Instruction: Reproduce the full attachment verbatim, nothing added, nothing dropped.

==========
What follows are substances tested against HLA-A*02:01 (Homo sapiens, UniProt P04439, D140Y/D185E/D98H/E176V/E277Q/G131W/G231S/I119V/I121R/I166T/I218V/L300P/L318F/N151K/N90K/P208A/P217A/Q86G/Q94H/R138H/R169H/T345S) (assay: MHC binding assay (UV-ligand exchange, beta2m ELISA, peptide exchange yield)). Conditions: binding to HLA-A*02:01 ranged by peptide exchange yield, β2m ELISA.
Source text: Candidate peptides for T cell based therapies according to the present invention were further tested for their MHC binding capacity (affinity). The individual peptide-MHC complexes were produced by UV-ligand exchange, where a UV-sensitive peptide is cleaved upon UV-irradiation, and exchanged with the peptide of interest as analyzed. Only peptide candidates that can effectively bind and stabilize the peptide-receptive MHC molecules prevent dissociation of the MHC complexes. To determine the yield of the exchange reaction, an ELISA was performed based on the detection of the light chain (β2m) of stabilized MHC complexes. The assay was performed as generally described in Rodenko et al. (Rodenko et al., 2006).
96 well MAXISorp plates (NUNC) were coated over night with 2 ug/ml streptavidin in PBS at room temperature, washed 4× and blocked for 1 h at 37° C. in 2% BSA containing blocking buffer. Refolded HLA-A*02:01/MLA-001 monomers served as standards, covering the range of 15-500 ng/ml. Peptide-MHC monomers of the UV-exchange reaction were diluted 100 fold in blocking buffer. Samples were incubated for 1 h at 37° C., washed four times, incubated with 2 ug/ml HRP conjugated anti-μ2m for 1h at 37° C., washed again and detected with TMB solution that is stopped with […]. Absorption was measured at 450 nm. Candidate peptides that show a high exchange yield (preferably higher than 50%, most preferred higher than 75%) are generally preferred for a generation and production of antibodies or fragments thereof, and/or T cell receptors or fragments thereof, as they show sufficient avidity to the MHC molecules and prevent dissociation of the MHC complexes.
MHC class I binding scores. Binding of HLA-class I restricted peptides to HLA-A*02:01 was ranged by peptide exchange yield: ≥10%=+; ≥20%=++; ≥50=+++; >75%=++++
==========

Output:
What follows are substances tested against HLA-A*02:01 (Homo sapiens, UniProt P04439, D140Y/D185E/D98H/E176V/E277Q/G131W/G231S/I119V/I121R/I166T/I218V/L300P/L318F/N151K/N90K/P208A/P217A/Q86G/Q94H/R138H/R169H/T345S) (assay: MHC binding assay (UV-ligand exchange, beta2m ELISA, peptide exchange yield)). Conditions: binding to HLA-A*02:01 ranged by peptide exchange yield, β2m ELISA.
Source text: Candidate peptides for T cell based therapies according to the present invention were further tested for their MHC binding capacity (affinity). The individual peptide-MHC complexes were produced by UV-ligand exchange, where a UV-sensitive peptide is cleaved upon UV-irradiation, and exchanged with the peptide of interest as analyzed. Only peptide candidates that can effectively bind and stabilize the peptide-receptive MHC molecules prevent dissociation of the MHC complexes. To determine the yield of the exchange reaction, an ELISA was performed based on the detection of the light chain (β2m) of stabilized MHC complexes. The assay was performed as generally described in Rodenko et al. (Rodenko et al., 2006).
96 well MAXISorp plates (NUNC) were coated over night with 2 ug/ml streptavidin in PBS at room temperature, washed 4× and blocked for 1 h at 37° C. in 2% BSA containing blocking buffer. Refolded HLA-A*02:01/MLA-001 monomers served as standards, covering the range of 15-500 ng/ml. Peptide-MHC monomers of the UV-exchange reaction were diluted 100 fold in blocking buffer. Samples were incubated for 1 h at 37° C., washed four times, incubated with 2 ug/ml HRP conjugated anti-μ2m for 1h at 37° C., washed again and detected with TMB solution that is stopped with […]. Absorption was measured at 450 nm. Candidate peptides that show a high exchange yield (preferably higher than 50%, most preferred higher than 75%) are generally preferred for a generation and production of antibodies or fragments thereof, and/or T cell receptors or fragments thereof, as they show sufficient avidity to the MHC molecules and prevent dissociation of the MHC complexes.
MHC class I binding scores. Binding of HLA-class I restricted peptides to HLA-A*02:01 was ranged by peptide exchange yield: ≥10%=+; ≥20%=++; ≥50=+++; >75%=++++